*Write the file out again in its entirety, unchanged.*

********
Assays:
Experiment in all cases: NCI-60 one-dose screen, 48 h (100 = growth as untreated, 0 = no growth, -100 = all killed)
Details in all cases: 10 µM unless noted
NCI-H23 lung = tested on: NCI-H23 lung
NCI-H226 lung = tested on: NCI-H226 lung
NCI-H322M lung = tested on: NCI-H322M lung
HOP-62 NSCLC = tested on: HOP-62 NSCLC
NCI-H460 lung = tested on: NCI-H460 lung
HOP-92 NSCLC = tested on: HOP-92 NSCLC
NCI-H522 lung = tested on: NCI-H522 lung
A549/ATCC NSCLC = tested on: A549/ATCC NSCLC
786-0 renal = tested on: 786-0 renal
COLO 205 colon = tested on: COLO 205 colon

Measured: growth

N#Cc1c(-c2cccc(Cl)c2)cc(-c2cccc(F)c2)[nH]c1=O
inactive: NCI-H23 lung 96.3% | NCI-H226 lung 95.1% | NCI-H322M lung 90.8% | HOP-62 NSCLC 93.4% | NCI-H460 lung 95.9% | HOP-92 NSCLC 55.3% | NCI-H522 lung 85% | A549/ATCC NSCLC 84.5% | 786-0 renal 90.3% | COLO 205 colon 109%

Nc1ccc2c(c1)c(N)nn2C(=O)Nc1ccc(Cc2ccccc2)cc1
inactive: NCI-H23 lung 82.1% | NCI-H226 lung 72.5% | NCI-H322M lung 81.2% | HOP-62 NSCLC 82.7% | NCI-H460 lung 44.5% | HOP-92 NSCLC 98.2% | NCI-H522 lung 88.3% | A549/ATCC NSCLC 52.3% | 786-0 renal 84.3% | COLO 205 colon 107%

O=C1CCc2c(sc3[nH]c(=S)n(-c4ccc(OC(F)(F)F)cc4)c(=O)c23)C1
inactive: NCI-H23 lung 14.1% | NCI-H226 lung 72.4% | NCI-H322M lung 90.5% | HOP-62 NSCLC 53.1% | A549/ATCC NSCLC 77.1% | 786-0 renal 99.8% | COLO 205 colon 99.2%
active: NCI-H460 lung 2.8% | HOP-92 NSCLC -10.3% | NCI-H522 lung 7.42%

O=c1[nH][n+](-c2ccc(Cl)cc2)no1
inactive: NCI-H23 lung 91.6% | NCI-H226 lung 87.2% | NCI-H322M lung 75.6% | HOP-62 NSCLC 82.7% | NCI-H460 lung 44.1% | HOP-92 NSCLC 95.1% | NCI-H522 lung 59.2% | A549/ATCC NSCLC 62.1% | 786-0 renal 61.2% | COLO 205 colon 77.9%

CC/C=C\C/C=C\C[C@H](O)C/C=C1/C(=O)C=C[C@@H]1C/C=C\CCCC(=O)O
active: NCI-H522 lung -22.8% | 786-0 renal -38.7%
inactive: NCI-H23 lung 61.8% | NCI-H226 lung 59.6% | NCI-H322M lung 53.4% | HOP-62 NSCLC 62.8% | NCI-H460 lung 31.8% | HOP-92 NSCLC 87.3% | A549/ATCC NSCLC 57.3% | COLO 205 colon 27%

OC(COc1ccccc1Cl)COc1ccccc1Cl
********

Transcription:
Assays:
Experiment in all cases: NCI-60 one-dose screen, 48 h (100 = growth as untreated, 0 = no growth, -100 = all killed)
Details in all cases: 10 µM unless noted
NCI-H23 lung = tested on: NCI-H23 lung
NCI-H226 lung = tested on: NCI-H226 lung
NCI-H322M lung = tested on: NCI-H322M lung
HOP-62 NSCLC = tested on: HOP-62 NSCLC
NCI-H460 lung = tested on: NCI-H460 lung
HOP-92 NSCLC = tested on: HOP-92 NSCLC
NCI-H522 lung = tested on: NCI-H522 lung
A549/ATCC NSCLC = tested on: A549/ATCC NSCLC
786-0 renal = tested on: 786-0 renal
COLO 205 colon = tested on: COLO 205 colon

Measured: growth

N#Cc1c(-c2cccc(Cl)c2)cc(-c2cccc(F)c2)[nH]c1=O
inactive: NCI-H23 lung 96.3% | NCI-H226 lung 95.1% | NCI-H322M lung 90.8% | HOP-62 NSCLC 93.4% | NCI-H460 lung 95.9% | HOP-92 NSCLC 55.3% | NCI-H522 lung 85% | A549/ATCC NSCLC 84.5% | 786-0 renal 90.3% | COLO 205 colon 109%

Nc1ccc2c(c1)c(N)nn2C(=O)Nc1ccc(Cc2ccccc2)cc1
inactive: NCI-H23 lung 82.1% | NCI-H226 lung 72.5% | NCI-H322M lung 81.2% | HOP-62 NSCLC 82.7% | NCI-H460 lung 44.5% | HOP-92 NSCLC 98.2% | NCI-H522 lung 88.3% | A549/ATCC NSCLC 52.3% | 786-0 renal 84.3% | COLO 205 colon 107%

O=C1CCc2c(sc3[nH]c(=S)n(-c4ccc(OC(F)(F)F)cc4)c(=O)c23)C1
inactive: NCI-H23 lung 14.1% | NCI-H226 lung 72.4% | NCI-H322M lung 90.5% | HOP-62 NSCLC 53.1% | A549/ATCC NSCLC 77.1% | 786-0 renal 99.8% | COLO 205 colon 99.2%
active: NCI-H460 lung 2.8% | HOP-92 NSCLC -10.3% | NCI-H522 lung 7.42%

O=c1[nH][n+](-c2ccc(Cl)cc2)no1
inactive: NCI-H23 lung 91.6% | NCI-H226 lung 87.2% | NCI-H322M lung 75.6% | HOP-62 NSCLC 82.7% | NCI-H460 lung 44.1% | HOP-92 NSCLC 95.1% | NCI-H522 lung 59.2% | A549/ATCC NSCLC 62.1% | 786-0 renal 61.2% | COLO 205 colon 77.9%

CC/C=C\C/C=C\C[C@H](O)C/C=C1/C(=O)C=C[C@@H]1C/C=C\CCCC(=O)O
active: NCI-H522 lung -22.8% | 786-0 renal -38.7%
inactive: NCI-H23 lung 61.8% | NCI-H226 lung 59.6% | NCI-H322M lung 53.4% | HOP-62 NSCLC 62.8% | NCI-H460 lung 31.8% | HOP-92 NSCLC 87.3% | A549/ATCC NSCLC 57.3% | COLO 205 colon 27%

OC(COc1ccccc1Cl)COc1ccccc1Cl